Keothavong reached the third round of the US Open in 2008
The balls are flying, the girls are grunting, Wimbledon is just over half a week old but with only two Britons making it into the second round of the singles the inquest and finger pointing has already begun.
Eleven British tennis players started the week full of hope and carrying the expectations of the Lawn Tennis Association on their shoulders.
Why then, did only Andy Murray and Elena Baltacha make it through the first round while Alex Bogdanovic, James Ward, Josh Goodall, Dan Evans, Anne Keothavong, Mel South, Katie O'Brien, Georgie Stoop and Laura Robson all fell at the first hurdle?
Sports minister Gerry Sutcliffe has come out and said Britain's failing tennis players should have their funding cut if their results are not good enough.
"I'm getting tired of the excuses, we need to find a way now to be successful," he said.
"Tennis gets £25m from Wimbledon, £30m from Aegon (as part of a five-year sponsorship deal) and £27m from Sport England, public money that goes into grassroots."
With those being the figures it is perhaps no surprise questions are being asked, but is there really a crisis in British tennis?
In fact almost every top British player has improved their ranking in the past year and LTA chief executive Roger Draper's target of having five British players in the top 100 is not so far from being a reality.
Draper is two years into what he calls a "seven to 10 year plan" - an overhauling of British tennis which he hopes will provide the depth which is currently lacking.
A look at the ranking stats provides a mixed story.
When Draper joined the LTA, Britain had Greg Rusedski (40), Murray (46), Tim Henman (72) and Bogdanovic (134) in the men's top 200.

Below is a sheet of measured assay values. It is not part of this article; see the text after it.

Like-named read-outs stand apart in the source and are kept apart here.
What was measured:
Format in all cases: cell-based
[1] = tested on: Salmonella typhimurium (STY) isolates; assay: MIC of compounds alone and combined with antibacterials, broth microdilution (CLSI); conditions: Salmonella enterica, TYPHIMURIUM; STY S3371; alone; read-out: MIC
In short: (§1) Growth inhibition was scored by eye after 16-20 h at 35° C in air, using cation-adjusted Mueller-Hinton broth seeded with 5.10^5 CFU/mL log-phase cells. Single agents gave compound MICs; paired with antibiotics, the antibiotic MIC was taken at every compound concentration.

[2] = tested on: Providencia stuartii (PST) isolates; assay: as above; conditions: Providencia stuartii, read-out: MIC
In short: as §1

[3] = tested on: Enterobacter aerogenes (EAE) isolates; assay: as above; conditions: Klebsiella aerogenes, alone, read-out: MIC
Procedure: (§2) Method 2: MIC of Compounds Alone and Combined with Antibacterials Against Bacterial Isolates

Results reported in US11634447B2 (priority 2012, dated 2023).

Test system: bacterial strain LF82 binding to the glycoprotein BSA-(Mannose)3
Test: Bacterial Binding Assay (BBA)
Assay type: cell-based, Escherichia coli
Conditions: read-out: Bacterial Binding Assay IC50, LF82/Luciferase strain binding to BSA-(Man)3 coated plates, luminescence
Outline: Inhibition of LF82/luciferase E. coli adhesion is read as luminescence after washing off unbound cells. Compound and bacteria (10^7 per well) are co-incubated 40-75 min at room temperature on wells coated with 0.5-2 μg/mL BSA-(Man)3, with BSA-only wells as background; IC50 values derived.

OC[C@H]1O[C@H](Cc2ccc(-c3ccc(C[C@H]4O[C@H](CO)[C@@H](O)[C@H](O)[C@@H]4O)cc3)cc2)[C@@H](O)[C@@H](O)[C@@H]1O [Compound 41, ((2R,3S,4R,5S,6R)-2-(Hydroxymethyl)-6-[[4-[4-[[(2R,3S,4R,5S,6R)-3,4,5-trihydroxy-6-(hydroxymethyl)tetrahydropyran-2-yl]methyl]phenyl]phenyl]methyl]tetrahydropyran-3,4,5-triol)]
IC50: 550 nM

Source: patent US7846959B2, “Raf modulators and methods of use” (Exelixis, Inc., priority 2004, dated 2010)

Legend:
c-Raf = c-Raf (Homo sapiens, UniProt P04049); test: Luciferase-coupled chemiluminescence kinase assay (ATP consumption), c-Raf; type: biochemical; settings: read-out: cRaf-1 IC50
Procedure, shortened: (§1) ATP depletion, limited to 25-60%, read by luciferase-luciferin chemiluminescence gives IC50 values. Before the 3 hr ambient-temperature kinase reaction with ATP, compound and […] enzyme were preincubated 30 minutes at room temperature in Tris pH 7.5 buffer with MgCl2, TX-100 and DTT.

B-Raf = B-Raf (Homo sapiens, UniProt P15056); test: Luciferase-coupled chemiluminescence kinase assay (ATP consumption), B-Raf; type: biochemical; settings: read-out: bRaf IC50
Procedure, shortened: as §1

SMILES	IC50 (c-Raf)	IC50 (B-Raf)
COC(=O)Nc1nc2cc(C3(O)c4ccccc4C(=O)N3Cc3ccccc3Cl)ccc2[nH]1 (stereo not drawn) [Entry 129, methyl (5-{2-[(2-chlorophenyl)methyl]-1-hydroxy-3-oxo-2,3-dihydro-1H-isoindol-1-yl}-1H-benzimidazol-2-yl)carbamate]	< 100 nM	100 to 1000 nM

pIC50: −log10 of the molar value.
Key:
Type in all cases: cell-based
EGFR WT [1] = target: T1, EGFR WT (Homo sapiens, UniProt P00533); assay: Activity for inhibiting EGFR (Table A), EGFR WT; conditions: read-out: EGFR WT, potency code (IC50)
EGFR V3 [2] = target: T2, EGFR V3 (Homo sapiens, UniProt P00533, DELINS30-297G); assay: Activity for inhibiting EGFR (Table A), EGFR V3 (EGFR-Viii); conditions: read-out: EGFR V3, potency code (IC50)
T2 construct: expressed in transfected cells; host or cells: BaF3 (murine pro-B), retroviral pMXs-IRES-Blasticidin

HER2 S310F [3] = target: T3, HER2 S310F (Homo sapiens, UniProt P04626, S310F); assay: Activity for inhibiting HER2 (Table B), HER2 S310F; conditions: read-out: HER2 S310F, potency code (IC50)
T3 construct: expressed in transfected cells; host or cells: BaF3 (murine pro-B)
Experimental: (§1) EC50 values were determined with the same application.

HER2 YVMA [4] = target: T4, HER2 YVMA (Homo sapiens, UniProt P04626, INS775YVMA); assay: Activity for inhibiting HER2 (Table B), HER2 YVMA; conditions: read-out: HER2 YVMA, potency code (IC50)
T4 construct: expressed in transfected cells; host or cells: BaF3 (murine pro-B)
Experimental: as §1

Now he has only Murray (3), Goodall (188) and Bogdanovic (191) - Murray aside, that is hardly a great return for over £50m of funding.
On the plus side the women's game seems in better health.
When Draper took over only Keothavong was in the top 200, placed 141.
Now Keothavong (51), Baltacha (106), O'Brien (108), South (129) and Stoop (188) all occupy top 200 rankings and they are generally rising.
An area where the LTA has come in for heavy criticism is the use of wildcards to provide Britons entry into the first round draw.
One of Draper's early mission statements in 2006 was: "We want winners, not losers. We won't be handing out wildcards to players unless they have a chance of winning a round or two."
However, the decision to hand Bogdanovic, a player who had lost seven previous first-round matches, another wildcard seemed to fly against such tough talking.
Bogdanovic acknowledged it may be a privilege he will not receive again.
"That's fair enough I've had my chances unfortunately couldn't take them. Now it's just up to me to work hard and get up there by ranking," he said.
The catch-22 is surely that "getting up there by ranking" is what the 25-year-old should have been doing in the first place.
For a large number of Wimbledon followers tennis is only a focus of their attention for a fortnight each year, which may be why the disappointment is felt even more keenly when home players are knocked out.
However, Ward, who was beaten by world number eight Fernando Verdasco, played down talk of a crisis in British tennis.
"People do forget that you do play another 50 weeks of the year. They just worry about Wimbledon the two weeks, and the rest of it is as if it doesn't matter," he said.
"If you don't do well at Wimbledon, suddenly you're rubbish, and that's not the case."
Baltacha, the lone British survivor after round one of the women's singles, agrees, saying: "I think what happens is that everyone gets so over-excited during Wimbledon and you've got to look at the bigger picture. It's not about the one week, it's about the whole year."
Round-up - Brits struggle on Day Two
For the LTA the emergence of junior talent appears a real reason to be optimistic.
In 2006 there were no British junior boys in the top 100 but now Alastair Barnes (74), David Thomson (81) and Ahmed El Menshawy (84) are all in that bracket.
And as for the British junior girls the news is even better, Laura Robson (2), Heather Watson (14), Hannah James (38) and Stephanie Cornish (47) are all in the top 50, a huge step up from three years ago when no girls made the top 65.
Remember the names, surely there is a future Wimbledon champion in there somewhere.
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